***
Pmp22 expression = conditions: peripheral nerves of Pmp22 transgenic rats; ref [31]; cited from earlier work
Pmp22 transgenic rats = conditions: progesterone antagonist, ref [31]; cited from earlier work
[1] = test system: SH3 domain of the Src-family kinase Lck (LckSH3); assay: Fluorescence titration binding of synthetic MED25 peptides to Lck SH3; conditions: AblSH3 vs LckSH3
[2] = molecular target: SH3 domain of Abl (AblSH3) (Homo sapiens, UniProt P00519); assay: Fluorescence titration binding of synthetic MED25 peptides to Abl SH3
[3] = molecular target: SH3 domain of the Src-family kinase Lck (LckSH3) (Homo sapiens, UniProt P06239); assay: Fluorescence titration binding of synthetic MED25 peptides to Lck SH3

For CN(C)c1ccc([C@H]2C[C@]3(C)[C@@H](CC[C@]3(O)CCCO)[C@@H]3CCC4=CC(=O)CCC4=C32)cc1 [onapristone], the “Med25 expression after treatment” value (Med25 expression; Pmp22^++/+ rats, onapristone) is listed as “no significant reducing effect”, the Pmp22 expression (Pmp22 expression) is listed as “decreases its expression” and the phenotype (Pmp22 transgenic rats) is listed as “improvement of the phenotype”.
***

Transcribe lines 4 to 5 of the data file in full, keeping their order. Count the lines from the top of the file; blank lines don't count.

[2] = molecular target: SH3 domain of Abl (AblSH3) (Homo sapiens, UniProt P00519); assay: Fluorescence titration binding of synthetic MED25 peptides to Abl SH3
[3] = molecular target: SH3 domain of the Src-family kinase Lck (LckSH3) (Homo sapiens, UniProt P06239); assay: Fluorescence titration binding of synthetic MED25 peptides to Lck SH3